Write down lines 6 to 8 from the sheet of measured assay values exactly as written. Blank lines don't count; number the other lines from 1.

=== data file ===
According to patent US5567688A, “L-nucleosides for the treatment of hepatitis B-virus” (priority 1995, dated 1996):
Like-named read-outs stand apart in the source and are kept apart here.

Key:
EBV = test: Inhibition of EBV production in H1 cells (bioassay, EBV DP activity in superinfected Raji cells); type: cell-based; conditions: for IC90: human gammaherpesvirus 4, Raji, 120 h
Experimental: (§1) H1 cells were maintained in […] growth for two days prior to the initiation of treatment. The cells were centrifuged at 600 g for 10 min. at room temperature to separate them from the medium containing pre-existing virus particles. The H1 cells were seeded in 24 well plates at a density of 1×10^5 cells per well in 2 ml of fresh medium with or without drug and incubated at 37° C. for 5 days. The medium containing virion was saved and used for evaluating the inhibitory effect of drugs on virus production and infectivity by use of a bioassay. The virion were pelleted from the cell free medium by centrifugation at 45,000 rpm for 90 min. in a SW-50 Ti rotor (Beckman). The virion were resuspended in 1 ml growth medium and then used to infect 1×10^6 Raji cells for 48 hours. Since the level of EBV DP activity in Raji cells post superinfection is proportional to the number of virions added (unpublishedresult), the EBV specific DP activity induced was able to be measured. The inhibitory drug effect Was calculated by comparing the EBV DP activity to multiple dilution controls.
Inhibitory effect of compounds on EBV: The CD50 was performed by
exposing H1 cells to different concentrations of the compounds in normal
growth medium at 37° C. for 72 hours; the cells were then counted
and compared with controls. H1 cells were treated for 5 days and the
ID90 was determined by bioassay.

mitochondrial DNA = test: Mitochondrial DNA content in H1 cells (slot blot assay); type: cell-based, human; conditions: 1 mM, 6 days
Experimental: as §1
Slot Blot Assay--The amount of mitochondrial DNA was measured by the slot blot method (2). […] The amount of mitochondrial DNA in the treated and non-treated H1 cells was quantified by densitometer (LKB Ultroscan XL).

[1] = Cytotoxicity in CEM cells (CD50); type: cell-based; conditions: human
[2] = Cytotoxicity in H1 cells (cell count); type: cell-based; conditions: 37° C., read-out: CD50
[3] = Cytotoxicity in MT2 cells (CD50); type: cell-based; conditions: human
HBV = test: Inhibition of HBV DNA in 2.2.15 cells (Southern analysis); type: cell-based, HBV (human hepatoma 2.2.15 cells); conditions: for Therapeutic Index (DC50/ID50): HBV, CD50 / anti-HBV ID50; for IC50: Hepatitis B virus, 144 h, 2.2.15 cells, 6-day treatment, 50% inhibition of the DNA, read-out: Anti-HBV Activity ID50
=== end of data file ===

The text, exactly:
Inhibitory effect of compounds on EBV: The CD50 was performed by
exposing H1 cells to different concentrations of the compounds in normal
growth medium at 37° C. for 72 hours; the cells were then counted